Nature has a wonderful way of healing and regenerating and there’s no better example than what’s going on at Bikini Atoll in the South Pacific.
In 1954, the atoll was rocked by the most powerful American atom bomb ever exploded – a thousand times more powerful than Hiroshima. The test explosion shook islands 100 miles away and left a crater a mile wide. Bravo Crater became the Ground Zero of Bikini.
Now, more than fifty years later, a team of scientists has been surprised and delighted to discover that the crater is now home to a thriving underwater ecosystem. The scientists - from Australia, the US, Germany, Italy and the Marshall Islands - found corals up to 24 ft high with 10-inch thick trunks.
The scientists think a nearby atoll is probably seeding the coral recovery, and because the island is rarely visited, the coral is left to recover.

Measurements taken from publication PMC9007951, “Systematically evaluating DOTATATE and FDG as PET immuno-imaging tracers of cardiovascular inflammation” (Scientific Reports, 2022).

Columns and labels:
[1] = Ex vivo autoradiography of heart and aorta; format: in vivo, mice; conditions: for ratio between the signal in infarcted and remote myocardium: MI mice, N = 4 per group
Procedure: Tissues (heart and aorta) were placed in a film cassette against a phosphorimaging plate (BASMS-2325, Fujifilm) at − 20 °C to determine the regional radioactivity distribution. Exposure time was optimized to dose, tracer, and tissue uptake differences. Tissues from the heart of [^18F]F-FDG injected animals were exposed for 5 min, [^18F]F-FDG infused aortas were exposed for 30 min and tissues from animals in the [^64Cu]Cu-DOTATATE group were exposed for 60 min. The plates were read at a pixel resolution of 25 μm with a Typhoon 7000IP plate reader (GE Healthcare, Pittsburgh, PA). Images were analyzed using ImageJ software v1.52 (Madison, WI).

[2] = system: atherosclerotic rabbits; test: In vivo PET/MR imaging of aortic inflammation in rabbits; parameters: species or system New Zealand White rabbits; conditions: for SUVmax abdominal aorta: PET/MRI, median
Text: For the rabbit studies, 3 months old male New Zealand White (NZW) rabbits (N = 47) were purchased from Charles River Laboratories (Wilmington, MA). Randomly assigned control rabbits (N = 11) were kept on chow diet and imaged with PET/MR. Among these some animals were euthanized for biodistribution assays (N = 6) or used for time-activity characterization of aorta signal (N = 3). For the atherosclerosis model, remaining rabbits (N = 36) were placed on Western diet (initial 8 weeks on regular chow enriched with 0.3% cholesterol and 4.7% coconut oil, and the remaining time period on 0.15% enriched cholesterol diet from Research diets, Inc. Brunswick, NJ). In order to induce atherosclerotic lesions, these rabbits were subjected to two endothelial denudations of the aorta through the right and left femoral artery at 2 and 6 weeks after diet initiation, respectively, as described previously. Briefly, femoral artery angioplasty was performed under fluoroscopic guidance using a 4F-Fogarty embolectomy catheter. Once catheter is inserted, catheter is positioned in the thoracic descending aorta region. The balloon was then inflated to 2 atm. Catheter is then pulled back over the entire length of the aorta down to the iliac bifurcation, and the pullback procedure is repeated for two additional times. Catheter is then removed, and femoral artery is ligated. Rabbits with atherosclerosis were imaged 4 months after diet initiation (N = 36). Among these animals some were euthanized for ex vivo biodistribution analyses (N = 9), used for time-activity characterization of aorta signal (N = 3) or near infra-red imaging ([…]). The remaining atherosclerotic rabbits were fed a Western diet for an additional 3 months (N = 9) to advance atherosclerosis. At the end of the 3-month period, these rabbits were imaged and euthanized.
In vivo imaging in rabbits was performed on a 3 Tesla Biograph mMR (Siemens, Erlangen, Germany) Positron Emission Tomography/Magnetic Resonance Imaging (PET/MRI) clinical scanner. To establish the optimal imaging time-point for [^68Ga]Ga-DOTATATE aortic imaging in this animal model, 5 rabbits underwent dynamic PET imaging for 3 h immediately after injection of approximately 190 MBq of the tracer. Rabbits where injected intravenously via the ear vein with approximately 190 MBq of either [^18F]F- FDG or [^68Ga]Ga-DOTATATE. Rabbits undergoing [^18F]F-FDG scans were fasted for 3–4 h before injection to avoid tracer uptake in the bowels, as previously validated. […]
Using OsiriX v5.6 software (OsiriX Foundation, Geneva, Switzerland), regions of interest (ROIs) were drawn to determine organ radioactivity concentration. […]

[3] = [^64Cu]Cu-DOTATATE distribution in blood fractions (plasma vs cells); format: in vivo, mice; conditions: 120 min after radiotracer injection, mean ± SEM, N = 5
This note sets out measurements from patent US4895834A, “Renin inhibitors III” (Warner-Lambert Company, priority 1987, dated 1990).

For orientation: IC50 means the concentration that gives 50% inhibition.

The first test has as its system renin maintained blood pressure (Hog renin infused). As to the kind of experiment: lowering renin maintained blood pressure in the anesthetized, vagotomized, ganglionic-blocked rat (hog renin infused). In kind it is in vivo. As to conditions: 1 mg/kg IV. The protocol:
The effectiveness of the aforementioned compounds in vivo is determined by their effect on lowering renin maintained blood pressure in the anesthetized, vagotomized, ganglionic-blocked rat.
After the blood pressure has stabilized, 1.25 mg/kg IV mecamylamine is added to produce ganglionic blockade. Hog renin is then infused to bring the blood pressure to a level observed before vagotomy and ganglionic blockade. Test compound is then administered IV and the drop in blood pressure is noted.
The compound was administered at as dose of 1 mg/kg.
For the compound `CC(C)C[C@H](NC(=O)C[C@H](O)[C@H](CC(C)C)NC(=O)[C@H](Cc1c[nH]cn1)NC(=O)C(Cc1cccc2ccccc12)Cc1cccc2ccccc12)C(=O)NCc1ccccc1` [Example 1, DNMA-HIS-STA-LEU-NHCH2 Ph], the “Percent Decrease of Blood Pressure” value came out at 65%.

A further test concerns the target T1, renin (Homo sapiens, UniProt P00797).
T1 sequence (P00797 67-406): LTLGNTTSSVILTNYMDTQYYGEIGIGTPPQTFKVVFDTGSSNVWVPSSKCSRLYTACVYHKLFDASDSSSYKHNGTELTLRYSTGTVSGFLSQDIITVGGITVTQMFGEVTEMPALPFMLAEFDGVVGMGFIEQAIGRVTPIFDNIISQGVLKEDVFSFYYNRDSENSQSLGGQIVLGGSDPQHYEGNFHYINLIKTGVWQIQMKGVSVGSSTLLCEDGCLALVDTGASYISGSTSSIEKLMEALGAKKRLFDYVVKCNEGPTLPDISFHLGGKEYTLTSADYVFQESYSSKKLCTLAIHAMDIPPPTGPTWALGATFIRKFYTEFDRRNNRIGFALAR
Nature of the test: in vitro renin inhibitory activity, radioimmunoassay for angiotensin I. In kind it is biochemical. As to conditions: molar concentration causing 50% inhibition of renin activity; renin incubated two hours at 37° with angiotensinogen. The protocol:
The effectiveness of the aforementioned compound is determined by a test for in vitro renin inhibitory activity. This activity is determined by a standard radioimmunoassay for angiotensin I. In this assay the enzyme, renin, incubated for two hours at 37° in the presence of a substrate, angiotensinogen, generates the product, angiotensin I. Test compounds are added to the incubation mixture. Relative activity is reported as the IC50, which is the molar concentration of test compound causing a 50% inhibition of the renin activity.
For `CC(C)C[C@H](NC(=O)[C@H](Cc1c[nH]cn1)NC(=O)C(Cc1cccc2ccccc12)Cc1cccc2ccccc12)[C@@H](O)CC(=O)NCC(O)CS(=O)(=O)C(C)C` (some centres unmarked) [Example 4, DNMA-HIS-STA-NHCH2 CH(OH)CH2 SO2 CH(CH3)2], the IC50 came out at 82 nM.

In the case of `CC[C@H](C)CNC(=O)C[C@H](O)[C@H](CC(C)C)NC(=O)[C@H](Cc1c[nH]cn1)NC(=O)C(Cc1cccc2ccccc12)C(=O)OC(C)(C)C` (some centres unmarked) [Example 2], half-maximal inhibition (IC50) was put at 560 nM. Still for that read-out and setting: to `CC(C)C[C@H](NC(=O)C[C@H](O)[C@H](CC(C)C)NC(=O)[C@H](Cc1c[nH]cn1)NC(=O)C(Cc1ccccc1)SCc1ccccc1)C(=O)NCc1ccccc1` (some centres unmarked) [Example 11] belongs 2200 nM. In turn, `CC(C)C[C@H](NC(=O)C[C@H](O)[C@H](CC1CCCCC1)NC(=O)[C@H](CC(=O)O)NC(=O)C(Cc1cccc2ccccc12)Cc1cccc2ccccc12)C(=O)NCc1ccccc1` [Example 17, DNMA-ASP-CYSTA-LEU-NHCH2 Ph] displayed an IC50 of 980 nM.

Zoe Richards, from James Cook University in Australia, was one of those who dived into the crater. “I didn’t know what to expect – some kind of moonscape, perhaps,” she said. “But it was incredible, we saw plenty of action going on, some really striking individual colonies.”The team was commissioned by the Marshall Islands government to investigate Bikini for the first time since the tests, partly to see if a small diving industry could safely be expanded.Ms Richards said the ability of Bikini’s corals to bounce back from a single huge destructive event was proof of their resilience. That didn’t mean, however, that the threat to coral reefs around the world from climate change had been overstated.